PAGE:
UK house prices have experienced a record high after a year of national restrictions and working from home. The national lockdown, behavioural shifts and the Stamp Duty holiday have contributed to the increase in property prices. Increasing demand has also played a significant role in the rise of house prices in 2020.
In August, the average price of property rose by 2% from July to £224,123. It’s not just house prices increasing, there was an 91% increased in the number of house sales agreements compared to August 2019.
Prospective buyers have reassessed their housing needs and wants because of working from home and outdoor space. No longer is location the most important factor for buyers, and is now playing second fiddle to more space inside and out. Properties located by the coast, and in a countryside setting have however experienced a spike in demand.
Rishi Sunak’s Stamp Duty holiday has allowed for properties up to £500,000 to become more accessible. The savings made from the holiday has allowed buyers to stretch to an extra bedroom that doubles as an office, with the home office has become a fundamental requirement for thousands of house-hunters. According to Savills analysis of figures from data firm TwentyCi, 62% of buyers asserting that garden space had become more important. 57% of buyers saw the importance of a separate space to work from home in an additional bedroom or designated office.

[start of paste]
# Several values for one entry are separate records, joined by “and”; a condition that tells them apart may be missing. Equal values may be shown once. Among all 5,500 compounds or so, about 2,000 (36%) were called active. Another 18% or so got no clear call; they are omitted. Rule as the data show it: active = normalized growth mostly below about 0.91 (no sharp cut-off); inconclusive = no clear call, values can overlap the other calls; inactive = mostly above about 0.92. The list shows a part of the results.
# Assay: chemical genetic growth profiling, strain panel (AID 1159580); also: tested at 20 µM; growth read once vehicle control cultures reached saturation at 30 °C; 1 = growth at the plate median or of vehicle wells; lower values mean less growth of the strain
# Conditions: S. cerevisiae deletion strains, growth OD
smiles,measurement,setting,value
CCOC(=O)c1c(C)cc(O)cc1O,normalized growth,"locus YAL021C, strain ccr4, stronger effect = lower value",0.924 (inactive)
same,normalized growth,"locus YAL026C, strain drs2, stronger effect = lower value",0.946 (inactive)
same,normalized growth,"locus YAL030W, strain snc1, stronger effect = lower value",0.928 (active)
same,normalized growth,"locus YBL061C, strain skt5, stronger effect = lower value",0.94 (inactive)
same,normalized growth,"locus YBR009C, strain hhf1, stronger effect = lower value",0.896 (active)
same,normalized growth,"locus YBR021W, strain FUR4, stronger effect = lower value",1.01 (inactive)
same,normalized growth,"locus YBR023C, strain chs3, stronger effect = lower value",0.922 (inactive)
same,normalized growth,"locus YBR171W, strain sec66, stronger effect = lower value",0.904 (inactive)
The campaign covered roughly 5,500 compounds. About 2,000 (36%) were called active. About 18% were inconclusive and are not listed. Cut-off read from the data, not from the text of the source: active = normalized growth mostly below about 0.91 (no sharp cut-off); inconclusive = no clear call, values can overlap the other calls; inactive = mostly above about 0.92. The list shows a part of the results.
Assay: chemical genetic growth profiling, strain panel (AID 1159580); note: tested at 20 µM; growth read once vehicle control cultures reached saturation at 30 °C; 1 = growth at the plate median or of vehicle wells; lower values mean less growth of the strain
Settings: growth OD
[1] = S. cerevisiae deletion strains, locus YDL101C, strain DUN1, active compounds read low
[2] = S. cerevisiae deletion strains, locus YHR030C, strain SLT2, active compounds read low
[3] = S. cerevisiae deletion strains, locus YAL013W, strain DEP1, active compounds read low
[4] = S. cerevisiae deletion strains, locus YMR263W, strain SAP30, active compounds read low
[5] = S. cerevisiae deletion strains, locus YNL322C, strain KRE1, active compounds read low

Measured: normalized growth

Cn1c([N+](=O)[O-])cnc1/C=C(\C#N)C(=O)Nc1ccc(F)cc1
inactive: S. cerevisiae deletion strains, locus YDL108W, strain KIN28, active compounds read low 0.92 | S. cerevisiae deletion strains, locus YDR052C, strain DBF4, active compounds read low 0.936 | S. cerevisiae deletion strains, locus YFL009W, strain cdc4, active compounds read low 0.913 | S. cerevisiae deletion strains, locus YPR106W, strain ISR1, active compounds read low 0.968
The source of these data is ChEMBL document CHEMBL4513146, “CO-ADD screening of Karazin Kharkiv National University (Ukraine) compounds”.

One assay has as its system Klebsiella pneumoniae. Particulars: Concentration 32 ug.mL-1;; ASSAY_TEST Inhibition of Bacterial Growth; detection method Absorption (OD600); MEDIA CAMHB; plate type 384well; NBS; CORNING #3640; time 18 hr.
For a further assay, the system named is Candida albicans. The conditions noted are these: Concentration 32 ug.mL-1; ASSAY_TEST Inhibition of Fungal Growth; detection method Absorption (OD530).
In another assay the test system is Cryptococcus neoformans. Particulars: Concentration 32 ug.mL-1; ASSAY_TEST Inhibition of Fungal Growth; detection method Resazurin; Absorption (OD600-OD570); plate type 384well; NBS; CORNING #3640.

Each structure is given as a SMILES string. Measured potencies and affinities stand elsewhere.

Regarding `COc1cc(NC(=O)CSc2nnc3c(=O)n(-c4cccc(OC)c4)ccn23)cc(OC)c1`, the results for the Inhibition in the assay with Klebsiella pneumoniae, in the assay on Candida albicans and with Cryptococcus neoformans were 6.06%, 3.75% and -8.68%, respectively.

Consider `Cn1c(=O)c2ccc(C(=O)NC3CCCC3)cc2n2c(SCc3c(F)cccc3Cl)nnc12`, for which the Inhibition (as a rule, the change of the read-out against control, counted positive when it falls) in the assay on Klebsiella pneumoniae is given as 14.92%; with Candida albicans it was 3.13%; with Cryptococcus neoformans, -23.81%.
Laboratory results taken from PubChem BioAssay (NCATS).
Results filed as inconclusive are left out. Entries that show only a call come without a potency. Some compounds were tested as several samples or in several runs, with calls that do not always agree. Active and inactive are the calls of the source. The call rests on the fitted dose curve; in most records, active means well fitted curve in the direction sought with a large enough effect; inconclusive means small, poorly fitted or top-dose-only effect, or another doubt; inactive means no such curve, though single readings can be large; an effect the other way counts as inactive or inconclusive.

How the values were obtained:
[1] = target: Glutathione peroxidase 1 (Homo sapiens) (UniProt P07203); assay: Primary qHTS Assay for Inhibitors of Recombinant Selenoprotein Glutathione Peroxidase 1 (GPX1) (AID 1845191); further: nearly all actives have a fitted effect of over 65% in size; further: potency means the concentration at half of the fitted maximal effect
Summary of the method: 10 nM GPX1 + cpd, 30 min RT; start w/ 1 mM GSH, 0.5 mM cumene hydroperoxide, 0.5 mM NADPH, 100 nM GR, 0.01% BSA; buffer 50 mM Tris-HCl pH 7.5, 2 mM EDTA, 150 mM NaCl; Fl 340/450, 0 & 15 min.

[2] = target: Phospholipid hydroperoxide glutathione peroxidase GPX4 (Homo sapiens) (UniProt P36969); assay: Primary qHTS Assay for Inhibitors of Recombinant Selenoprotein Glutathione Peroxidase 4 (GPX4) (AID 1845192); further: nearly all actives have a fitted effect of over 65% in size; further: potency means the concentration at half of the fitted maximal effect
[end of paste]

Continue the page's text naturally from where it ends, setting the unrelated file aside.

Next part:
Although there are concerns of rising unemployment and the unwinding of the furlough scheme, buyers and sellers are shrugging off the concerns and have confidence in the property market.